Nurses in the Vietnam War: A Guest Post by Lynn Kanter
At the moment, the Vietnam War is on America’s collective minds once more, thanks to Ken Burns’ amazing documentary. Burns dealt briefly on the story of the women who served–just enough to make those of us who are interested in the roles of women in war want to know more. Luckily, I knew the right person to ask: Lynn Kanter, the author of Her Own Vietnam–an excellent novel about an American nurse who served in Vietnam. I asked her to share her experience researching and writing about nurses here on the Margins. Several things Lynn shares left me gobsmacked–and not in a good way.
Take it away, Lynn!
As a long-time reader and admirer of History in the Margins, I was delighted when Pamela invited me to write a guest post. Here is my contribution to Pamela’s current obsession about women in war.
On the Vietnam Wall in Washington, DC, you will find 8 women’s names carved into the glossy black granite. All were nurses. The list of American women who died in Vietnam swells to 67 if you include the civilian women who worked there or served as volunteers. Of these unnoted dead, two were journalists; four were taken prisoner and either killed or remain missing in action; and two were murdered by U.S. servicemen.*
This fall, Ken Burns’ and Lynn Novick’s documentary series about the Vietnam war threw a brief spotlight on some of the approximately 10,000 women who served.** For most of the previous decades, they have lingered in the margins of history.
I spent more than 10 years exploring those shadowy corners, conducting research for my novel about the lifelong grip of the Vietnam war on a middle-aged nurse who had served there in her youth. I pored through books,*** articles, and websites. Best of all, I stumbled upon a listserv for women who had served in Vietnam. Most were nurses, as were almost 90 percent of all the military women there. Although they knew I was a civilian researching a novel, and that I had been an anti-war protester, these veterans welcomed me to their online community, revealed some of their memories, and answered my many questions.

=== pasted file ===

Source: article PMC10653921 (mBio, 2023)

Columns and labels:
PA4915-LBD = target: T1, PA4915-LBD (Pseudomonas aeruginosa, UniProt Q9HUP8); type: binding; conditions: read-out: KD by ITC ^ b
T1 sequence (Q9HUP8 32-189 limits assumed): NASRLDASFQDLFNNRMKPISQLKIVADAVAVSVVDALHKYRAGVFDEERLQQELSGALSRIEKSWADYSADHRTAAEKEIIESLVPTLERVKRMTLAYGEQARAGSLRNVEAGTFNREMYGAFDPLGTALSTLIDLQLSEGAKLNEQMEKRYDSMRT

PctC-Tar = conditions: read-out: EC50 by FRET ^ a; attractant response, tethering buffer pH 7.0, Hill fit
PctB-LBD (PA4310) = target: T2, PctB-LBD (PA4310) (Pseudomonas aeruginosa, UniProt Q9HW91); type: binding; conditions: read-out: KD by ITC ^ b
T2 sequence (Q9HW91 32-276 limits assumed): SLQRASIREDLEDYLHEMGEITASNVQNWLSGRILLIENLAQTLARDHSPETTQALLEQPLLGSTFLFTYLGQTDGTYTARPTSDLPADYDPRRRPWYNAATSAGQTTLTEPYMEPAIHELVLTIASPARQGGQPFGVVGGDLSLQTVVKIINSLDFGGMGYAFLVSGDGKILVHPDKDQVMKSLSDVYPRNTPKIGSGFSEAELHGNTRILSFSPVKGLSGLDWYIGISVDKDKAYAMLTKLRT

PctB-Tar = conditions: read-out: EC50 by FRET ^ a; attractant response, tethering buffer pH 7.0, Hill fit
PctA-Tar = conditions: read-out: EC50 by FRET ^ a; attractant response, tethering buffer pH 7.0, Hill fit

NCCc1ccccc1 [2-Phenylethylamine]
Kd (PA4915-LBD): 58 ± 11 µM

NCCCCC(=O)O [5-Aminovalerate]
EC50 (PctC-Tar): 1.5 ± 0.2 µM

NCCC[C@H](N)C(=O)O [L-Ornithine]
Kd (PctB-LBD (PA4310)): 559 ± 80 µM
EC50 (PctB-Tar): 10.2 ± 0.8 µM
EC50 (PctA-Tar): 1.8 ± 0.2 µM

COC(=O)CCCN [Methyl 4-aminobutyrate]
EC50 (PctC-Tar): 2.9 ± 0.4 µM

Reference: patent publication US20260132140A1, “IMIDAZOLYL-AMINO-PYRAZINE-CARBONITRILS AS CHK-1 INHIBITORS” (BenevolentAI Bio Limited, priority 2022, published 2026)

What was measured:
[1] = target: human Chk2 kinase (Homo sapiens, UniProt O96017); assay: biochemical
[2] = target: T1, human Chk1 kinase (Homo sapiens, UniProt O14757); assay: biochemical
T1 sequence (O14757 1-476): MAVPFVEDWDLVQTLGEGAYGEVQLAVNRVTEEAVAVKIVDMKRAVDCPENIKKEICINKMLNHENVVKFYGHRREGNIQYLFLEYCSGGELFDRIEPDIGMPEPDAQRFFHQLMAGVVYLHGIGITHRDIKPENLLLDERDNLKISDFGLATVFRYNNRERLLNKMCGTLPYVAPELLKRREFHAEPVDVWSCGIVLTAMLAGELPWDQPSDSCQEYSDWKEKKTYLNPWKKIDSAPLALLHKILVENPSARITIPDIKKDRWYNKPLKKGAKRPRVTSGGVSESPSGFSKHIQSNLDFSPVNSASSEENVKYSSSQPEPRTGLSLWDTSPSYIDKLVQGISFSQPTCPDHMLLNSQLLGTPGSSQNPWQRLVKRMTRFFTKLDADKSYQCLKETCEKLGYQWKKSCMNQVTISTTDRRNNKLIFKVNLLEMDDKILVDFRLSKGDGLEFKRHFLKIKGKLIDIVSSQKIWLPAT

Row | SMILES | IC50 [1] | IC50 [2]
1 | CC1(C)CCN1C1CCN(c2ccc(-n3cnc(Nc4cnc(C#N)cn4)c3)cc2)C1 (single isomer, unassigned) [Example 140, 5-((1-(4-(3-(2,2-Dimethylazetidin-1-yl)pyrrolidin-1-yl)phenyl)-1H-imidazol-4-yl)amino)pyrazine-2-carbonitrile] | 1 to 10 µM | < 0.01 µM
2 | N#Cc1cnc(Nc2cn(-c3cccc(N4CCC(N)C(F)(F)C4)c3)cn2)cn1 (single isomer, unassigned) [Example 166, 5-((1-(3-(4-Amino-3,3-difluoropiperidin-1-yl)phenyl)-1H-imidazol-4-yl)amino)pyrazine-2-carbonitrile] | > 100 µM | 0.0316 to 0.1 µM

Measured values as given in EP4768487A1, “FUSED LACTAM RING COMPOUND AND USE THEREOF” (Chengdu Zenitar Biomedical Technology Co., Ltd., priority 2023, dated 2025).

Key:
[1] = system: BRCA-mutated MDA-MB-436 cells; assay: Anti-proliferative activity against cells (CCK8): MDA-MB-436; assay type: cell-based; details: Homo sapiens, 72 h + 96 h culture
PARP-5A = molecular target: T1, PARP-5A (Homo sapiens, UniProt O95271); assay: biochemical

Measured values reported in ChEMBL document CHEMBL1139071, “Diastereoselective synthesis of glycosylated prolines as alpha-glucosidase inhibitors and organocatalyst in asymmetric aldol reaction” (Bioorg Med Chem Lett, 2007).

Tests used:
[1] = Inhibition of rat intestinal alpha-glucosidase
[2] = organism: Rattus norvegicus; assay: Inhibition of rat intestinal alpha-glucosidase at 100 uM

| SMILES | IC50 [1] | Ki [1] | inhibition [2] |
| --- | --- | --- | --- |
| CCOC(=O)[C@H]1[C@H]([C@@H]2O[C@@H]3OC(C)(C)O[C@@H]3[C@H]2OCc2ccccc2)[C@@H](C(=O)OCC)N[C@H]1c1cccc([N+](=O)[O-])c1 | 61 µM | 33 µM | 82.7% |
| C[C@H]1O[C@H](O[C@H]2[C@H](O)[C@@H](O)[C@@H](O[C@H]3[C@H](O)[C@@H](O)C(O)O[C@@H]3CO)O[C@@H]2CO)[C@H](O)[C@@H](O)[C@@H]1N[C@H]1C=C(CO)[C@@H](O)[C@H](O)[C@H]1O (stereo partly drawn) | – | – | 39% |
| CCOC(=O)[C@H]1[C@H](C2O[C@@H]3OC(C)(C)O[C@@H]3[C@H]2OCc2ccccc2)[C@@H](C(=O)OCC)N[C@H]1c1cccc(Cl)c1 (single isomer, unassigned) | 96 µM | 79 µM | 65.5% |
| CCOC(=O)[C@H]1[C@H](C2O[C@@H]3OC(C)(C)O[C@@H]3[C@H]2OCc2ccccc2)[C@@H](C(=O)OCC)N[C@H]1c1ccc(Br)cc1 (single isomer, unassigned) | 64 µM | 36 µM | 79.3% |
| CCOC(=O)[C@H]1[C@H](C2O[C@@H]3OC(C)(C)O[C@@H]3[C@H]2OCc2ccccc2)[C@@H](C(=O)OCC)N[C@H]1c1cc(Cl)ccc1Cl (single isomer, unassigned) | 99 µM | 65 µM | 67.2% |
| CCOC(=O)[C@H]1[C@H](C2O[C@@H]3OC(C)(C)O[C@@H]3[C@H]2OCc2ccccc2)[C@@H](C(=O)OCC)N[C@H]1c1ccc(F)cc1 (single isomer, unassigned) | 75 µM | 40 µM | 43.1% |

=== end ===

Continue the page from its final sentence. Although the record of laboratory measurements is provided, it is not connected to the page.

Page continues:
The woman who shared the most with me was a nurse who had served two tours in Vietnam, from 1969 to 1971, based in Quang Tri and then Chu Lai. Her name was Chris Banigan. We lived on opposite sides of the country, so after a year of emails I was thrilled to meet her in person at the Vietnam Women’s Memorial**** on Veterans Day of 2003, where she told me a remarkable story.
She had just run into a soldier who had been her final patient in Vietnam. It was no accident: year after year he had been visiting the Vietnam Wall on Veterans Day, asking everyone he met if they knew a nurse named Banigan. Finally, he asked her.
I had to imagine the excitement, the conversation, maybe the emotional hug between a nurse and her patient. That’s not the kind of thing that Chris, reticent and matter-of-fact, would have shared with me. But she did tell me in a later email, “I remember when I took him to x-ray. He was terrified that his eye had been blown out, and he could not be reassured until he saw the reflection of his left eye in the x-ray machine. Odd, the things you remember.”
For years, Chris had been collecting and compiling an archive of information about the women who served in Vietnam. This, she believed, was historical data that would be invaluable to future scholars and historians. In her dogged way, Chris Banigan was preparing for that future. She never lived to see it.
In March 2004, just four months after the miraculous meeting with her last Vietnam patient, Chris died suddenly. She was 58 years old. I have not been able to discover what happened to the historical archive she built so painstakingly.
Vietnam had haunted her all her life and turned her staunchly anti-war, but Chris had some advice for me and other civilians who sought to write about military nurses. “They didn’t pick their war,” she told me. “They only served.”
*Some of their stories: http://www.virtualwall.org/women.htm
**No one really knows how many U.S. women served in Vietnam. The military did not keep track. [This is Pam butting in: !!!!!?????]
***A few good books: https://www.washingtonpost.com/outlook/men-werent-the-only-heroes-of-the-vietnam-war/2017/09/15/59340c16-98d3-11e7-87fc-c3f7ee4035c9_story.html?utm_term=.ff6c223e4db0#comments
****The Women’s Vietnam Memorial is only yards away from the Wall, but not as well known. It was erected in 1993 after a 10-year struggle, led by former Vietnam nurse Diane Carlson Evans, against misogyny and opposition, including a suggestion by the Chairman of the Commission of Fine Arts that a commemoration of military scout dogs would be the next logical step (http://www.vietnamwomensmemorial.org/pdf/dcevans.pdf).
Lynn Kanter is the author of the novel Her Own Vietnam, which was published in 2014 and released as an audiobook in 2017. She is a lifelong activist and has the t-shirts to prove it. Lynn works as a freelance writer for national progressive organizations, and blogs at www.lynnkanter.com. You can buy Her Own Vietnam at http://www.shademountainpress.com/lynnkanter.php. The audiobook is available at https://www.audible.com/pd/Fiction/Her-Own-Vietnam-Audiobook/B074JH42LJ
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